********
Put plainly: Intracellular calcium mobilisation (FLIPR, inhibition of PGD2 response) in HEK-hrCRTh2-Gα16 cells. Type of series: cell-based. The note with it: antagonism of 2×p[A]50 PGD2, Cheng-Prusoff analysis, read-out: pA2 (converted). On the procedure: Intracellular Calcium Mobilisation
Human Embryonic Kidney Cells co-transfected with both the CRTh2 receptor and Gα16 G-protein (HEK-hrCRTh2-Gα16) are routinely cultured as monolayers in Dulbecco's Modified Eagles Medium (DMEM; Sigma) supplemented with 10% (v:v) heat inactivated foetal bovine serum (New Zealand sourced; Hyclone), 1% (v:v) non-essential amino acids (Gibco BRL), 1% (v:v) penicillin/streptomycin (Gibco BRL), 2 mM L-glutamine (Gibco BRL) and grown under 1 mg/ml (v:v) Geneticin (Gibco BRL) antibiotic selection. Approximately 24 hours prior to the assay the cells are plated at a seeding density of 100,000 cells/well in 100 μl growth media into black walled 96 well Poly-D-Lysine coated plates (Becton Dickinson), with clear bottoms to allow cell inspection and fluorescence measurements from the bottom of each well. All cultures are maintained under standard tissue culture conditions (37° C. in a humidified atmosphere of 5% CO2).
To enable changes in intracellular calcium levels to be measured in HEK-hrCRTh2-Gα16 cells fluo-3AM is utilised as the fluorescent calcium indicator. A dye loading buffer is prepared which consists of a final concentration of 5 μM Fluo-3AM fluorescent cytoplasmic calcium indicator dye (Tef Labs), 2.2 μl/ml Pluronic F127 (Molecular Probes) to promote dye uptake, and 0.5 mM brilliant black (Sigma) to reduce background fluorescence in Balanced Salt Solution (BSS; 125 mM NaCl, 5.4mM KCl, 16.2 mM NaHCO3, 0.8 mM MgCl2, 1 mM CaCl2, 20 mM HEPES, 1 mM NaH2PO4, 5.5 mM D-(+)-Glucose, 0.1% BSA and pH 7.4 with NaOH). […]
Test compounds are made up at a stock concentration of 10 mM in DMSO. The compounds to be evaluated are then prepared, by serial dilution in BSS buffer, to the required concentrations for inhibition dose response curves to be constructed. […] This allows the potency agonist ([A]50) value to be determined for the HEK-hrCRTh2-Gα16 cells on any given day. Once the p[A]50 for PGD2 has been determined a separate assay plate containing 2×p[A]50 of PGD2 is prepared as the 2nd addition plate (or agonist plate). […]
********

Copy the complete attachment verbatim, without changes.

Put plainly: Intracellular calcium mobilisation (FLIPR, inhibition of PGD2 response) in HEK-hrCRTh2-Gα16 cells. Type of series: cell-based. The note with it: antagonism of 2×p[A]50 PGD2, Cheng-Prusoff analysis, read-out: pA2 (converted). On the procedure: Intracellular Calcium Mobilisation
Human Embryonic Kidney Cells co-transfected with both the CRTh2 receptor and Gα16 G-protein (HEK-hrCRTh2-Gα16) are routinely cultured as monolayers in Dulbecco's Modified Eagles Medium (DMEM; Sigma) supplemented with 10% (v:v) heat inactivated foetal bovine serum (New Zealand sourced; Hyclone), 1% (v:v) non-essential amino acids (Gibco BRL), 1% (v:v) penicillin/streptomycin (Gibco BRL), 2 mM L-glutamine (Gibco BRL) and grown under 1 mg/ml (v:v) Geneticin (Gibco BRL) antibiotic selection. Approximately 24 hours prior to the assay the cells are plated at a seeding density of 100,000 cells/well in 100 μl growth media into black walled 96 well Poly-D-Lysine coated plates (Becton Dickinson), with clear bottoms to allow cell inspection and fluorescence measurements from the bottom of each well. All cultures are maintained under standard tissue culture conditions (37° C. in a humidified atmosphere of 5% CO2).
To enable changes in intracellular calcium levels to be measured in HEK-hrCRTh2-Gα16 cells fluo-3AM is utilised as the fluorescent calcium indicator. A dye loading buffer is prepared which consists of a final concentration of 5 μM Fluo-3AM fluorescent cytoplasmic calcium indicator dye (Tef Labs), 2.2 μl/ml Pluronic F127 (Molecular Probes) to promote dye uptake, and 0.5 mM brilliant black (Sigma) to reduce background fluorescence in Balanced Salt Solution (BSS; 125 mM NaCl, 5.4mM KCl, 16.2 mM NaHCO3, 0.8 mM MgCl2, 1 mM CaCl2, 20 mM HEPES, 1 mM NaH2PO4, 5.5 mM D-(+)-Glucose, 0.1% BSA and pH 7.4 with NaOH). […]
Test compounds are made up at a stock concentration of 10 mM in DMSO. The compounds to be evaluated are then prepared, by serial dilution in BSS buffer, to the required concentrations for inhibition dose response curves to be constructed. […] This allows the potency agonist ([A]50) value to be determined for the HEK-hrCRTh2-Gα16 cells on any given day. Once the p[A]50 for PGD2 has been determined a separate assay plate containing 2×p[A]50 of PGD2 is prepared as the 2nd addition plate (or agonist plate). […]